Plato - Republic (380 BC)
88 Sourced Quotes
Since those who rule in the city do so because they own a lot, I suppose they're unwilling to enact laws to prevent young people who've had no discipline from spending and wasting their wealth, so that by making loans to them, secured by the young people's property, and then calling those loans in, they themselves become even richer and more honored.
Until philosophers are kings, or the kings and princes of this world have the spirit and power of philosophy, and political greatness and wisdom meet in one, and those commoner natures who pursue either to the exclusion of the other are compelled to stand aside, cities will never have rest from their evils - no, nor the human race, as I believe - and then only will this our State have a possibility of life and behold the light of day.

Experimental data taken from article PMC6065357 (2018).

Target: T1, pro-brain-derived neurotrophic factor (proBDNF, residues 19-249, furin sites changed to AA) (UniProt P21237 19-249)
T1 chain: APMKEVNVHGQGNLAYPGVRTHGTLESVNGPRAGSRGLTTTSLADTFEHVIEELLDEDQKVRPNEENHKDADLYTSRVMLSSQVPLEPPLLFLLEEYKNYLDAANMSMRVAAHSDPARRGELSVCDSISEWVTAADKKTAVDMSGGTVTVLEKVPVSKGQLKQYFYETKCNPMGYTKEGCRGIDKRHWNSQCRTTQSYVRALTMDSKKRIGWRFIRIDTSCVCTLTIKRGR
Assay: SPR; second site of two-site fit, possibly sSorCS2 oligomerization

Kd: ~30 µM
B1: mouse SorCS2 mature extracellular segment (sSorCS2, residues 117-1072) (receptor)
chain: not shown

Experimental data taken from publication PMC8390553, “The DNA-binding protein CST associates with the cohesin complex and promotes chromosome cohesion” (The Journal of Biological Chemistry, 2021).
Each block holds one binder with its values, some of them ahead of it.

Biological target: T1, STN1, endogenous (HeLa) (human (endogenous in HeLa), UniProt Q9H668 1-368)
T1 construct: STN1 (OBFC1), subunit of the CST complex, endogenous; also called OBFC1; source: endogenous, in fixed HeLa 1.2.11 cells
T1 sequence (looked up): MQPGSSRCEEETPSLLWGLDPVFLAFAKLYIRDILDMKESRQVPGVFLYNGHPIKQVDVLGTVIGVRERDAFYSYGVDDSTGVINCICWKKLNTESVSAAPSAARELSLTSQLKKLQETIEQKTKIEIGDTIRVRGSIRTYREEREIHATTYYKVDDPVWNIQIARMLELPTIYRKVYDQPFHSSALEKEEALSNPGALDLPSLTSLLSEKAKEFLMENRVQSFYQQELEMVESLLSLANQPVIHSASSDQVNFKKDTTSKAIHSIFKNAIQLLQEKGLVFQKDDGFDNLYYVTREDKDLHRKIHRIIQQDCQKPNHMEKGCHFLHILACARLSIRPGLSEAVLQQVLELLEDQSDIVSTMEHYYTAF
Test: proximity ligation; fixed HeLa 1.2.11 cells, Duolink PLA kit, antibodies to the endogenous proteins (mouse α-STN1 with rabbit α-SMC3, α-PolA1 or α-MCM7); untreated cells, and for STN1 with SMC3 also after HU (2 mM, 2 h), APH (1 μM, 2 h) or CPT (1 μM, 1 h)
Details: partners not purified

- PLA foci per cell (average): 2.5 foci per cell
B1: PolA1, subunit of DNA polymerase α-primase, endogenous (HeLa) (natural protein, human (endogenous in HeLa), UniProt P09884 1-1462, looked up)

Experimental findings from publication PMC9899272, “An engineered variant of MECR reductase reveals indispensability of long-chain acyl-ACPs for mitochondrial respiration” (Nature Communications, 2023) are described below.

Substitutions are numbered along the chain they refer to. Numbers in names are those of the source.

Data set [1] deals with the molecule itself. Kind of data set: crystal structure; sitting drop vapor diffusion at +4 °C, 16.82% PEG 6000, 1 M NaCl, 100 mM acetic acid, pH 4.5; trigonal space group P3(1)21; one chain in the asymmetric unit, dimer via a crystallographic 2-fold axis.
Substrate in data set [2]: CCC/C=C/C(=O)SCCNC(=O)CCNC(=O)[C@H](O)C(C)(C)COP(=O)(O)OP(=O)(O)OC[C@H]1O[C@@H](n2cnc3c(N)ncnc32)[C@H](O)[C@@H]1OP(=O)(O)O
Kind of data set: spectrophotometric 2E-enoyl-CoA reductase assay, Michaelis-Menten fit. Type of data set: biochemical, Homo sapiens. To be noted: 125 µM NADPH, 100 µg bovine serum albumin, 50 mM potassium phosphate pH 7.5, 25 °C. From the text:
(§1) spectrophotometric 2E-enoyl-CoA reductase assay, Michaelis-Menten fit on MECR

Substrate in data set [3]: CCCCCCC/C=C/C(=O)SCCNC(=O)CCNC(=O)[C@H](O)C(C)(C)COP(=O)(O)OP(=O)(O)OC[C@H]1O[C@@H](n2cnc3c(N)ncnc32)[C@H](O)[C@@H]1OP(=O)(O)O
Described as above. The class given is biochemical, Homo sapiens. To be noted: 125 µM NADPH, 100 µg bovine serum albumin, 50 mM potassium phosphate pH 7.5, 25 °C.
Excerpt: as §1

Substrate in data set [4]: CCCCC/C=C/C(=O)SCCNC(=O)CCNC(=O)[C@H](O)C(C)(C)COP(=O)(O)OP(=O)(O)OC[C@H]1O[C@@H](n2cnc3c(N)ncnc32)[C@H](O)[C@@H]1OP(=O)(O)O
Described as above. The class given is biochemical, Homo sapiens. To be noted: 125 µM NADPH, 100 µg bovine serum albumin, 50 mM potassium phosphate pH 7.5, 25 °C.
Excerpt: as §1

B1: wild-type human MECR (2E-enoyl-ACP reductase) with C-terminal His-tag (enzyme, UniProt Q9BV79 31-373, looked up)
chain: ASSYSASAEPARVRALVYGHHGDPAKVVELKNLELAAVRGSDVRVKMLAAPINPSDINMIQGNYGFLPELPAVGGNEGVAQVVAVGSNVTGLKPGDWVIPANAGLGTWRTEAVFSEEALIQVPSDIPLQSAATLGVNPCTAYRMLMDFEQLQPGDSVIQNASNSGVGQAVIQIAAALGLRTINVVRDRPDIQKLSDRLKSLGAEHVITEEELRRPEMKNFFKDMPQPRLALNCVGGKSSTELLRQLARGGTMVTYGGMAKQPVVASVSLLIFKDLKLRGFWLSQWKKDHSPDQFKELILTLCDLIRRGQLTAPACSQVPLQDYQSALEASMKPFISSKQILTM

In particular I may mention Sophocles the poet, who was once asked in my presence, How do you feel about love, Sophocles? are you still capable of it? to which he replied, Hush! if you please: to my great delight I have escaped from it, and feel as if I had escaped from a frantic and savage master. I thought then, as I do now, that he spoke wisely. For unquestionably old age brings us profound repose and freedom from this and other passions.
Whenever a person strives, by the help of dialectic, to start in pursuit of every reality by a simple process of reason, independent of all sensuous information - never flinching, until by an act of the pure intelligence he has grasped the real nature of good - he arrives at the very end of the intellectual world.